In the United States, state-level agencies manage a variety of early care and education (ECE) programs serving children birth through age 5,[i] including publicly funded preschool programs.[ii] These agencies administer almost $40 billion in federal funding and more than $8 billion in state funding, plus other state investments in early learning (e.g., literacy/reading proficiency), not including recent federal appropriations in the American Rescue Plan Act to child care providers and schools to respond to the pandemic. A state office of early learning (SOEL) often oversees and manages select early childhood programs. SOELs typically have a significant role in such tasks as setting policy to ensure the quality of programs, distributing funding to local programs, and collecting data for accountability and continuous improvement.
Although the role played by SOELs is similar, the management structure of specific ECE programs varies between states.[iii] SOELs can be located in a state education agency, human services agency, or a separate state early learning agency.[iv] For example, six states have created a lead agency for ECE with responsibility for multiple programs and functions, whereas 12 states plus the District of Columbia have consolidated multiple ECE agencies and functions into a single agency that also has broader responsibilities. The remaining 32 states coordinate ECE functions across two or more state agencies. In some states the SOEL consists of just one person or one person is assigned to early learning programs within another office in the agency.[v]
States can struggle with designing the best organizational structure for administering ECE programs. Recent examples of this challenge include the newly created cabinet level Department of Early Education and Care in New Mexico; the proposed consolidation of early childhood programs in two state agencies in Wyoming; and the unification of early childhood programs in Virginia. Additionally, there is a significant infusion of federal dollars to states for child care and schools to rebuild and reimagine the early childhood system following COVID-19. The federal Preschool Development Grant Birth through Five (PDG B–5) grants to 29 states are intended to significantly strengthen and improve states’ ECE systems.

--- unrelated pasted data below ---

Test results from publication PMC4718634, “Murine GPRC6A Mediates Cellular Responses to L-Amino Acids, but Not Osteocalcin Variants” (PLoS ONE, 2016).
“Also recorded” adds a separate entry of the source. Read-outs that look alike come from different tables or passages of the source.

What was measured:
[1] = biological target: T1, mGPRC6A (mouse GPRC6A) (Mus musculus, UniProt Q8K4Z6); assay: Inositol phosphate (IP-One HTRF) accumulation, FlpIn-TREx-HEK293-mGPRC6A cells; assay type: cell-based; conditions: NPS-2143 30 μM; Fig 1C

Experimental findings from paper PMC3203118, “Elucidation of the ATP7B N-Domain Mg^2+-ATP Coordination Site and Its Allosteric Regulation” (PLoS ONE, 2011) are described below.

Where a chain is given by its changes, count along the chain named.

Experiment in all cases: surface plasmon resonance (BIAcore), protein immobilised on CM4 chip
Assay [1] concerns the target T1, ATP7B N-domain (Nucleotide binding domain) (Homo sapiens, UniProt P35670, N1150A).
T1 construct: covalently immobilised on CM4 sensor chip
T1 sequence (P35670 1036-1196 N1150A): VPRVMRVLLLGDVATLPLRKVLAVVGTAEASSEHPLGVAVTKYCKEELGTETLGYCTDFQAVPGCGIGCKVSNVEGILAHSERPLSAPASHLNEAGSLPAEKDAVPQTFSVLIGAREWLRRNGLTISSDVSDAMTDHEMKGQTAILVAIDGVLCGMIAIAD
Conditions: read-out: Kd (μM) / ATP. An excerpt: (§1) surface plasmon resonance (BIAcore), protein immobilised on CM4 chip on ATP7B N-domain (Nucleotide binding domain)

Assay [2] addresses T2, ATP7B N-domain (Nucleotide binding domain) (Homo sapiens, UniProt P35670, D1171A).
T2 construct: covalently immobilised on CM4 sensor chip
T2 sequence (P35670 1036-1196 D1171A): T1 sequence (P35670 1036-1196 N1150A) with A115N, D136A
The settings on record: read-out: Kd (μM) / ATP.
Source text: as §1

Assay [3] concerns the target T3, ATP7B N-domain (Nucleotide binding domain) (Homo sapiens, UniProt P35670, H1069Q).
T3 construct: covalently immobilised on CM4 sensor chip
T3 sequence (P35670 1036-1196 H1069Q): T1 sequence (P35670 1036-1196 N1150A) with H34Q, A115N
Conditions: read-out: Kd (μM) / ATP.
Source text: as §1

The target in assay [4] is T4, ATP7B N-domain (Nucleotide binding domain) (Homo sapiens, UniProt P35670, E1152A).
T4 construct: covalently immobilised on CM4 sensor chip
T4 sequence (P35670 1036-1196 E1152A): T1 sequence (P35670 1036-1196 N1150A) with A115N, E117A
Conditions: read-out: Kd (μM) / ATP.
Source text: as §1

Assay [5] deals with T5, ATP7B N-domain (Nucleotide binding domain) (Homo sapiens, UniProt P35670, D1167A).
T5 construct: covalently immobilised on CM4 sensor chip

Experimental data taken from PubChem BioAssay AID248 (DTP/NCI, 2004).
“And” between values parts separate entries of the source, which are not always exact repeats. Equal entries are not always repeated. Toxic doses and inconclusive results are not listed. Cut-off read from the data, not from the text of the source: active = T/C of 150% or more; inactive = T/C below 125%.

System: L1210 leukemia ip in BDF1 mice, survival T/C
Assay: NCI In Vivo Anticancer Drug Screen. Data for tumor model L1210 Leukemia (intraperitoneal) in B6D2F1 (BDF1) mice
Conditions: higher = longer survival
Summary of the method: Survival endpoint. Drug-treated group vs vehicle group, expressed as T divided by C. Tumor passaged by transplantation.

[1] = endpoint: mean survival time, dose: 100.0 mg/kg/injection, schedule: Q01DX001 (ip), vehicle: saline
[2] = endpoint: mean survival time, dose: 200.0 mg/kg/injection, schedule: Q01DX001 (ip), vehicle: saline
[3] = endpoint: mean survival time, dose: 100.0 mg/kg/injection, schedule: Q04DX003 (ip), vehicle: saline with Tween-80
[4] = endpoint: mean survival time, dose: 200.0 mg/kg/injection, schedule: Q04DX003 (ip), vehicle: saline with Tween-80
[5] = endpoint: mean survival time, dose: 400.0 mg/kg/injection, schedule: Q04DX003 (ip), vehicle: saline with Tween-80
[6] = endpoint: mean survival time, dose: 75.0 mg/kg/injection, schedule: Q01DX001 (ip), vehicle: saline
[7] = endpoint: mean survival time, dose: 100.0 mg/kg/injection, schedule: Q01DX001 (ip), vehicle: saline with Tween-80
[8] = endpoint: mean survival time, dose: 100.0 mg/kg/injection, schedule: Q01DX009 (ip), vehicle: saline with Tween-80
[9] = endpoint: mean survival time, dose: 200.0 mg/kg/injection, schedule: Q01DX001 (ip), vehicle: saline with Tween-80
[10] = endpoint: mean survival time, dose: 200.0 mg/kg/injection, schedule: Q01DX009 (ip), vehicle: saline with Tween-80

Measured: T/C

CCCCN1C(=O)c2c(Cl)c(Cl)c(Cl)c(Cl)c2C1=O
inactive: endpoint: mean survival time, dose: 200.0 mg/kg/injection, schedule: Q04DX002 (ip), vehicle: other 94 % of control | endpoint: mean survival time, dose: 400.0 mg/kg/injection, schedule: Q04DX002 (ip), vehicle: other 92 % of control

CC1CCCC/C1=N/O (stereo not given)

Given this context, understanding the characteristics, organizational capacities, and functions of SOELs can facilitate equitable, effective, and efficient policies and program implementation. However, to date there is limited empirically based research on the key components and policy contexts that contribute to their effectiveness.
Download entire report here.Research-Report-Effective-State-Offices-of-Early-Learning
[i] Elise Franchino, E., & Loewenberg, A. (2019, September 30). Federal spending on early care and education: Past, present, and future. EdCentral. New America. https://www.newamerica.org/education-policy/edcentral/federal-spending-early-care-and-education-past-present-and-future/
[ii] Friedman-Krauss, A. H., Barnett, W. S., Garver, K. A., Hodges, K. S., Weisenfeld, G. G., & Gardiner, B. A. (2020). The state of preschool 2019: State preschool yearbook. National Institute for Early Education Research. https://nieer.org/wp-content/uploads/2020/11/YB2019_Full_Report.pdf. Page 39.
[iii] Bipartisan Policy Center (2018, December 13). Creating an integrated efficient early care and education system to support children and families: A state-by-state analysis. https://bipartisanpolicy.org/report/ece-administration-state-by-state/
[iv] Education Commission of the States. (2020, November). Early care and education governance: 50 state comparison. https://c0arw235.caspio.com/dp/b7f930000d7ea95c223b4db8a6f4-
[v] Connors-Tadros, L. & DiCrecchio, N. (2019, March). The views of state early childhood education agency staff on their work and their vision for young children: Informing a legacy for young children by 2030. http://ceelo.org/wp-content/uploads/2019/04/Legacy2030_DataBrief_Final.pdf